The value of not rushing ahead
Changes often become necessary because the important thinking and decision-making processes have not been rigorously applied at the early stages of the design process.
The concept of ‘opening up’ and ‘closing down’ a design enables all creative thinking and key decision-making to be completed in good time ahead of preparation of production information. This reduces the necessity for change and hence the opportunity for error.
Why is it important?
GIRI research has indicated that in many instances design changes – which can subsequently lead to errors – become necessary because thought processes and decision-making processes have not been rigorously applied at the appropriate stage.
The nature of design is that it evolves as a project progresses. It starts with an idea or concept, followed by an intense period of creative thought by a small design team working closely with the client. This process, which we describe as ‘opening up’, generates issues for the team to resolve.
The options are then examined and the design honed into a workable solution. Finally, the chosen solution is turned into production information – the ‘closing down’ process.
What are the desired outcomes and how can you achieve them?
Identify and define the two stages
The difference between the opening up and closing down stages should be recognised and identified. Sufficient time, resources and priority should be attached to each, particularly to the stage of creative thought.
At the start of the opening up process, the client typically assembles a group of experts to prepare a business plan for the proposed scheme. This plan establishes both qualitatively and quantitatively what the client wants to achieve, the aspirations, key risks/opportunities and any high-level assumptions about the proposed scheme.
It should contain sufficient detail to enable executive review, comment and sign-off; it should also demonstrate that it has been tested against the key visions of the project. The business plan will be used to inform the appointment of designers and project team, at which point it can be developed into a suitable design brief.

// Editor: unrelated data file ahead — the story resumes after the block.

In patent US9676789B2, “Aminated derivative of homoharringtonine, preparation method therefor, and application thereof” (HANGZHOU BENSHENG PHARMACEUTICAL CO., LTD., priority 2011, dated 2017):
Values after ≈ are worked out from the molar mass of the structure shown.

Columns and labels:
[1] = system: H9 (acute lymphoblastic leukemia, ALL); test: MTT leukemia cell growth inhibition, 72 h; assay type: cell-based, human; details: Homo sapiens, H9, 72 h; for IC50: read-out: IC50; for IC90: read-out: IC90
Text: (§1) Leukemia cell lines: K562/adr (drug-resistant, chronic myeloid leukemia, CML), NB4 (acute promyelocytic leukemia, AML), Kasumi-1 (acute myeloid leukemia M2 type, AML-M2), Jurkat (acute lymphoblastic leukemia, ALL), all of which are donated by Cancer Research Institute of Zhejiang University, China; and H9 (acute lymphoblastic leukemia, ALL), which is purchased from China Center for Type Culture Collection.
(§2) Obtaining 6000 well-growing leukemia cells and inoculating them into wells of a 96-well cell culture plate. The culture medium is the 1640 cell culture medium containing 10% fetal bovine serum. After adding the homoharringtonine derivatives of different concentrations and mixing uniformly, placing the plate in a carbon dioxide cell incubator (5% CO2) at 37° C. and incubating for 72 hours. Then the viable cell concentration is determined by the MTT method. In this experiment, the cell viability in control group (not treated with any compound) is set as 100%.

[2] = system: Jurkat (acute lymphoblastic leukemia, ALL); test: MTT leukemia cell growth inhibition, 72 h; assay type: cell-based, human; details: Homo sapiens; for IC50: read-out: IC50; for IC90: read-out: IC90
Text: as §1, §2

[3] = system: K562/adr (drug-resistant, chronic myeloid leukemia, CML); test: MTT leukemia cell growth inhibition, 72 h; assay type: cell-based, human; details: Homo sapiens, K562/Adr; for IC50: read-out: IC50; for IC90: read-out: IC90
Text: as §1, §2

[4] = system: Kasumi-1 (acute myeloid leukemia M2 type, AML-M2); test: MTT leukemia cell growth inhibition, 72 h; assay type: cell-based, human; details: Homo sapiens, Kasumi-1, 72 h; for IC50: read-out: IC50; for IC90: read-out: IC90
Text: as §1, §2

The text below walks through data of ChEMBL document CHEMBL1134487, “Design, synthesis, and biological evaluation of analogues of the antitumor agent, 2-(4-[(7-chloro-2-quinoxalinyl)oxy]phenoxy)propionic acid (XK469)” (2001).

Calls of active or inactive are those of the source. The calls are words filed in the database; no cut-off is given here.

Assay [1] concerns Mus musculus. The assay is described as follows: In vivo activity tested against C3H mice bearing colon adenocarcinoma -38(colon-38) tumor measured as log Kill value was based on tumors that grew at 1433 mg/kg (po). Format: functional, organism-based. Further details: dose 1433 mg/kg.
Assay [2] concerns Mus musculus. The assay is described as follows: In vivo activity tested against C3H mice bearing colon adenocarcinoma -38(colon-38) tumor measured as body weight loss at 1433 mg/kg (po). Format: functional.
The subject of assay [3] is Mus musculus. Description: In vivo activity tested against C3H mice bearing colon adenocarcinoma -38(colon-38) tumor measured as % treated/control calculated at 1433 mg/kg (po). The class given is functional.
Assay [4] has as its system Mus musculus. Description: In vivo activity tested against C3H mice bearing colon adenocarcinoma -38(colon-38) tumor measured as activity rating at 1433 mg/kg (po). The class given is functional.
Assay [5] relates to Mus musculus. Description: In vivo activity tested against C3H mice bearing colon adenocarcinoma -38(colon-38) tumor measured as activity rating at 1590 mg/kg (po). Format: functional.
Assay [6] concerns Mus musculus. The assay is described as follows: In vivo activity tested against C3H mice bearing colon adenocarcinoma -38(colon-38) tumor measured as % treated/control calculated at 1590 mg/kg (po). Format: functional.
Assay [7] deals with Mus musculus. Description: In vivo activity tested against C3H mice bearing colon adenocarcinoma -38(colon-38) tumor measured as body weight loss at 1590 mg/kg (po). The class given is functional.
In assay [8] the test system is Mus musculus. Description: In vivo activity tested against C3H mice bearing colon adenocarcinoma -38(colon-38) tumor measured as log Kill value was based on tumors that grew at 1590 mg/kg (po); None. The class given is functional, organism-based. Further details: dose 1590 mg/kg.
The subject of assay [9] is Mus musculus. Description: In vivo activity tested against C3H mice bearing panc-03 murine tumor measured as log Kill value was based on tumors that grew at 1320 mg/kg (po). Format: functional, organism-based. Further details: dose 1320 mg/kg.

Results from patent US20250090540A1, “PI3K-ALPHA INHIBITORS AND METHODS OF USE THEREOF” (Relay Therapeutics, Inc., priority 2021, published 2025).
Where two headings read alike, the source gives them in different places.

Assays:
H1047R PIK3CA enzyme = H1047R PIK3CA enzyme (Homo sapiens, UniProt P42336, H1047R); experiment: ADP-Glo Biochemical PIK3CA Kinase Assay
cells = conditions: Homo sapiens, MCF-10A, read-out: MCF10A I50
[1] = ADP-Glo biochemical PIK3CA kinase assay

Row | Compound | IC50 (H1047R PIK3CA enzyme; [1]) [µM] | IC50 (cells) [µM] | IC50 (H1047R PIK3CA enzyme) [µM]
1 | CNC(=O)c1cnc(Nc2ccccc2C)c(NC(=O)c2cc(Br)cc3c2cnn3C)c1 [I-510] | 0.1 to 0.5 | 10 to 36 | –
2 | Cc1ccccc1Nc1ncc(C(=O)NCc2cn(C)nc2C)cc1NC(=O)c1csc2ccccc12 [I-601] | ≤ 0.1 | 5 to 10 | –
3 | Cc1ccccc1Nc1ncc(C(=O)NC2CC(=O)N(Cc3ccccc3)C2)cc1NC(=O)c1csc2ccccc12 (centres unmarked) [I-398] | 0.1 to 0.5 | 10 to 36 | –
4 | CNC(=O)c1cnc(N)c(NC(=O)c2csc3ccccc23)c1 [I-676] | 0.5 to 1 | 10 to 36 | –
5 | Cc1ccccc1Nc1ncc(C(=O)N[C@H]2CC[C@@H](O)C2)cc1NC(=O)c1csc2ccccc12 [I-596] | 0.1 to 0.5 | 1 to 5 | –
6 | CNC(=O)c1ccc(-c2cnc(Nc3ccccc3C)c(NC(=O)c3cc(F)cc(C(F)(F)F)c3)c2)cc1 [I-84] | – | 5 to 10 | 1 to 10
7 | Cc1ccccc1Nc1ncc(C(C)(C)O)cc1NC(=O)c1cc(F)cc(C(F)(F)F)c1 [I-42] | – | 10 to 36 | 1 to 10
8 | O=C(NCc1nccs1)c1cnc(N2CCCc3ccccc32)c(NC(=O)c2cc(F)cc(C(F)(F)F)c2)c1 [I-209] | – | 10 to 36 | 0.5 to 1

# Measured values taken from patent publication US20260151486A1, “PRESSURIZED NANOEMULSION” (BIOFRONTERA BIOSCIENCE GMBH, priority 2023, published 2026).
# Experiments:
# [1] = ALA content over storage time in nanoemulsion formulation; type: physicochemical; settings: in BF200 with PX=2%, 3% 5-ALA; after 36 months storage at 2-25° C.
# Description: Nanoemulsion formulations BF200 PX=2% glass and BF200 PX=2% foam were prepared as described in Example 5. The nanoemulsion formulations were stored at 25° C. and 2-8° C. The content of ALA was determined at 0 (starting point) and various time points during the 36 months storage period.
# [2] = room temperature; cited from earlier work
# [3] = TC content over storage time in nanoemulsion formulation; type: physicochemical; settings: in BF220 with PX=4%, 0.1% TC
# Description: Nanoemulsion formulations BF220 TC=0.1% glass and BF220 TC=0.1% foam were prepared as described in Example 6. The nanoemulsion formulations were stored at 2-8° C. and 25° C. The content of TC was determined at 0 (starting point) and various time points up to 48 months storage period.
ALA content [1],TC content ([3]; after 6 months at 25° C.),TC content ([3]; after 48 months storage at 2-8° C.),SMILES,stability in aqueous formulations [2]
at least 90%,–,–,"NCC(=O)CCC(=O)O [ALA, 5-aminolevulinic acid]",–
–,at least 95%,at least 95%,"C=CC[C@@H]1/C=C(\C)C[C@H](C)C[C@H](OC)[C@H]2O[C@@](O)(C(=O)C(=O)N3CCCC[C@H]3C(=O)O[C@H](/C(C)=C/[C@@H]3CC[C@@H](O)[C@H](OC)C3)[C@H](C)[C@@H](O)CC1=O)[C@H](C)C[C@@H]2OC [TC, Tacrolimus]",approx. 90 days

Ensure options are tested and challenged
It is important that the team has regular dialogue meetings as options are developed. These meetings should test and challenge the brief through positive exchanges and discussion, and the behaviours at dialogue meetings are therefore critical to the success of this process. Participants need to be positive, open minded, appreciative, free-flowing with ideas, questioning, challenging, innovative, explorative and encouraging – reflecting the appropriate team culture.
As options are fine-tuned, it is appropriate to begin the process of closing down in order to prepare a robust, buildable and affordable design for submission to planning authorities and the preparation of production information.
Failure to properly carry out and complete these critical stages can, and frequently does, lead to design changes down the line. It can be caused by allocating too little time, money and importance to the early design stages, or not properly concluding and signing off each stage before moving to the next.
For example, during the ‘creative thought’ phase it is quite natural for unconventional ideas to be generated, most of which will be quickly rejected; but if a bad idea is signed off and its unsuitability is only discovered at detailed design stage, then the scale of change required can be massive.
To acknowledge and define the opening up and closing down stages of a project, and ensure they are properly conducted.
|Provide sufficient time, resources and priority for the ‘opening up’ stage.
|To ensure that a concept is sufficiently developed before detailed design begins.
|Investing in design
|Test the developed design brief against the key visions.
|To confirm its suitability before ‘closing down’.
|Foster a working culture that enables participants to be positive and open minded.
|To encourage concepts to be challenged and questions raised.